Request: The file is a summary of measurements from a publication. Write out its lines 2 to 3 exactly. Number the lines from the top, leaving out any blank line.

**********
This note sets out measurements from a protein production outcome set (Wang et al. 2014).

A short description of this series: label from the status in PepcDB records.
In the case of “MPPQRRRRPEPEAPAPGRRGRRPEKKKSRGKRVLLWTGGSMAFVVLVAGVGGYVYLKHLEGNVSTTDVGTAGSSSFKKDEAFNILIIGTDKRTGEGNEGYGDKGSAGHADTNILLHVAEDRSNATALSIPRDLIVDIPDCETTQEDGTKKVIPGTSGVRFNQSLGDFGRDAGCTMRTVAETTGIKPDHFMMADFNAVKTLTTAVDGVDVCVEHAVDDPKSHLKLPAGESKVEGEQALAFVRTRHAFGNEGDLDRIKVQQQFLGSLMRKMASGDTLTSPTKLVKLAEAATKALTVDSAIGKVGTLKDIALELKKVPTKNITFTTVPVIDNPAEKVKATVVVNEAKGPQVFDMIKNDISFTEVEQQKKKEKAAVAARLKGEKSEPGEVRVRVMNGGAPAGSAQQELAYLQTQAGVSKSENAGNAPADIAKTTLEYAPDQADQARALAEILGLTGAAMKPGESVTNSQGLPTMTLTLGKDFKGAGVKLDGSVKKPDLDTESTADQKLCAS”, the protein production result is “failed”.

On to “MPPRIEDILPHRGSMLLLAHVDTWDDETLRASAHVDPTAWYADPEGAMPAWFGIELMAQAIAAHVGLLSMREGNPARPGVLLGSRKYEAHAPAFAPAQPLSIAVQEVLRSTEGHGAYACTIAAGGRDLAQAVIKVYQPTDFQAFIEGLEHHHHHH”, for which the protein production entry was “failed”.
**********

A short description of this series: label from the status in PepcDB records.
In the case of “MPPQRRRRPEPEAPAPGRRGRRPEKKKSRGKRVLLWTGGSMAFVVLVAGVGGYVYLKHLEGNVSTTDVGTAGSSSFKKDEAFNILIIGTDKRTGEGNEGYGDKGSAGHADTNILLHVAEDRSNATALSIPRDLIVDIPDCETTQEDGTKKVIPGTSGVRFNQSLGDFGRDAGCTMRTVAETTGIKPDHFMMADFNAVKTLTTAVDGVDVCVEHAVDDPKSHLKLPAGESKVEGEQALAFVRTRHAFGNEGDLDRIKVQQQFLGSLMRKMASGDTLTSPTKLVKLAEAATKALTVDSAIGKVGTLKDIALELKKVPTKNITFTTVPVIDNPAEKVKATVVVNEAKGPQVFDMIKNDISFTEVEQQKKKEKAAVAARLKGEKSEPGEVRVRVMNGGAPAGSAQQELAYLQTQAGVSKSENAGNAPADIAKTTLEYAPDQADQARALAEILGLTGAAMKPGESVTNSQGLPTMTLTLGKDFKGAGVKLDGSVKKPDLDTESTADQKLCAS”, the protein production result is “failed”.